Sounds like: Shimmering modern pop; compare to The Choir, The Sundays, 10,000 Maniacs
Top tracks: "Sooner Than Later," "When You Call Me," "Failure"
The title of an album can say so much. Not only about the heart of the songs within, but also the mindset of the band who wrote and recorded them.
Sixpence None the Richer understands this better than almost anyone. The group self-titled its 1997 breakthrough album as a statement of purpose, an introduction to anyone outside the CCM world who was likely hearing this glimmering pop for the first time. They followed that five years later with Divine Discontent, an album whose name revealed a musical partnership that was beginning to come apart, as well as a band struggling with its raging success.
After a breakup that saw the main creative forces—singer Leigh Nash and guitarist Matt Slocum—start families and release solo material, Sixpence has returned with the aptly titled Lost in Transition. It's a reference to the issues the band ran into trying to get the album released, as well as looking at their own lives as they wander through this new era of the band and their creative relationship.
For all that upheaval, there is constancy to be found here, a steady reminder of what made this band so special even before they hit the top of the pop charts. For one, Nash sounds as clear and melodious as ever, spreading out joy and melancholy as needed. Slocum backs her up ably with his recognizable chiming guitar tone and sharp ear for melody.
With that firm foundation, the duo runs through a number of variations on the titular theme of transition. Sometimes this takes on a playful edge as with the album's horn-inflected opening track "My Dear Machine," which pays homage to an automobile rusting away in his backyard. But more often, it looks at life's changes with pangs of regret and deep wells of emotion.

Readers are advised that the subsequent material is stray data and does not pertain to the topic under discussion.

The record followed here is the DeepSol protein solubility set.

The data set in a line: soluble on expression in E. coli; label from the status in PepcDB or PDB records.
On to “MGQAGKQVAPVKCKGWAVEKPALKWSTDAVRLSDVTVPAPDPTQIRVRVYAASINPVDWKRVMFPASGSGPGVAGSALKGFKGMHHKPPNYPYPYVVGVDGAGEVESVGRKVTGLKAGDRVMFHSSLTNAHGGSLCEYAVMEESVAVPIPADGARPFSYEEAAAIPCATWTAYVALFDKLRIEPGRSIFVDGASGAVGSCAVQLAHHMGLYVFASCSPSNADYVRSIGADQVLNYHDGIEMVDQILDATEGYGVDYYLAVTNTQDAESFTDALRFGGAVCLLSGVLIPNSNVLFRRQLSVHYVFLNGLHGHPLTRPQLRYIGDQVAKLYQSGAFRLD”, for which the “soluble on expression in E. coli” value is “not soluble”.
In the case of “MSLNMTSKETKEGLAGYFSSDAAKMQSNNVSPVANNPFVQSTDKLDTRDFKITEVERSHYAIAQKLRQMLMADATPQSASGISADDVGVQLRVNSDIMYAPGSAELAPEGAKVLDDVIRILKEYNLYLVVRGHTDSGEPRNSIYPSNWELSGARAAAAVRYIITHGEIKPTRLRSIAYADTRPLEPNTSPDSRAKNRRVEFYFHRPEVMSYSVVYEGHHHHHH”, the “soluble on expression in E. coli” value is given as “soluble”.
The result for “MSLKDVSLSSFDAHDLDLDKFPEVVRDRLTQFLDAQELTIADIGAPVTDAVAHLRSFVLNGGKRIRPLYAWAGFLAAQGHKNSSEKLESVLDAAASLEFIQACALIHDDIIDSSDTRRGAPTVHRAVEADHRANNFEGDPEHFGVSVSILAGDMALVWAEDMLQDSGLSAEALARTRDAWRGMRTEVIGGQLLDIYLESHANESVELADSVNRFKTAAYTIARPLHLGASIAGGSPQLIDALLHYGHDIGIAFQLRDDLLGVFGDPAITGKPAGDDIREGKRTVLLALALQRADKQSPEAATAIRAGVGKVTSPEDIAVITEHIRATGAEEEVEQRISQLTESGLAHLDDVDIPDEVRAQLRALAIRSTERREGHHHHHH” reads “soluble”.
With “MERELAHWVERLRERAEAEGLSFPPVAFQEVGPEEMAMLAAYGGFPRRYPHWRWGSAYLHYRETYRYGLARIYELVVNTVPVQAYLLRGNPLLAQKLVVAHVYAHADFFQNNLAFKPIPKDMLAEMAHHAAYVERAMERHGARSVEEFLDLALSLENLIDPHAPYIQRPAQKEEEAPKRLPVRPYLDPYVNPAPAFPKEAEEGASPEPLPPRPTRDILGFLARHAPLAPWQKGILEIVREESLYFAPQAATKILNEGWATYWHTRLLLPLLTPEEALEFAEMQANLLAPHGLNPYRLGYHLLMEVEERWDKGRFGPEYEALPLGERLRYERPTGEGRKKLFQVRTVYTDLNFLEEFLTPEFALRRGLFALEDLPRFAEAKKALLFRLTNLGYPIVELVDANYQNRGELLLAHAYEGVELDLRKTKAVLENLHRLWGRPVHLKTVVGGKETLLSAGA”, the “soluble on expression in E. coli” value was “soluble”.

This works most affectingly on "Sooner Than Later," a devastating song Nash wrote about her recently deceased father. It doesn't wallow in sentimentality, choosing instead to lean on snippets of imagery and a tone of smiling resignation at the unspoken understanding that death touches us all at some point in our lives ("When it's my turn to fall/you'll catch me sooner or later").
The ballast that kept Nash and Slocum grounded throughout this period of transition was their faith. Not surprisingly, statements to that effect are made throughout the album. They struggle with believing on "Give It Back" ("You're everywhere in every time / and yet you're always hard to find"), and in "When You Call Me" seek God in their darkest hour, via the simple question, "Will I come to life if you call me?"
They don't answer the question, nor do they rely on easy platitudes to make listeners feel better about their trials. The beauty and light is taken care of by the music. The rest of the album dares to dig in the dirt and mud, calmly searching for jewels of wisdom.
Homepage image by Tec Petaja
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